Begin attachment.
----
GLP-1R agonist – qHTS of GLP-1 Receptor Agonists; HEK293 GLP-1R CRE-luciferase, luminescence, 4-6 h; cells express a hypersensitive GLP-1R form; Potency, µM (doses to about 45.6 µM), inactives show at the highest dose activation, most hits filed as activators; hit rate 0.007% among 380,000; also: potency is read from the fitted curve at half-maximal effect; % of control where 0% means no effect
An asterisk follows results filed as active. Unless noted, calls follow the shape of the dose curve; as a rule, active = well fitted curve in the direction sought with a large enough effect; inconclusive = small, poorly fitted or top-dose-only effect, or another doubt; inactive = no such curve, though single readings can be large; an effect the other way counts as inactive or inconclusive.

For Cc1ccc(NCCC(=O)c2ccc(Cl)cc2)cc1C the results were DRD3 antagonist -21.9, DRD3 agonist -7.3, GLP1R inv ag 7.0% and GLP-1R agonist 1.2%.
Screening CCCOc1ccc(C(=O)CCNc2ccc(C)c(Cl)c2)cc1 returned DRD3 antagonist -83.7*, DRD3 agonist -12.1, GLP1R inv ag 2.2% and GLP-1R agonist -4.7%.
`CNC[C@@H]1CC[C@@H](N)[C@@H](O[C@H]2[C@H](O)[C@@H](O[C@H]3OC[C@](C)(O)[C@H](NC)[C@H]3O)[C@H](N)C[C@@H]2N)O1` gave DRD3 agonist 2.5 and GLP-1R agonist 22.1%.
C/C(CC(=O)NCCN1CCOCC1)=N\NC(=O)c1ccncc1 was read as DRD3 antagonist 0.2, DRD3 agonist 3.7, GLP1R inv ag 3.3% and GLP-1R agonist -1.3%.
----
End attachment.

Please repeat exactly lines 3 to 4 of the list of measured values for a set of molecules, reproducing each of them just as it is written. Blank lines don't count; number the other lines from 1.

For Cc1ccc(NCCC(=O)c2ccc(Cl)cc2)cc1C the results were DRD3 antagonist -21.9, DRD3 agonist -7.3, GLP1R inv ag 7.0% and GLP-1R agonist 1.2%.
Screening CCCOc1ccc(C(=O)CCNc2ccc(C)c(Cl)c2)cc1 returned DRD3 antagonist -83.7*, DRD3 agonist -12.1, GLP1R inv ag 2.2% and GLP-1R agonist -4.7%.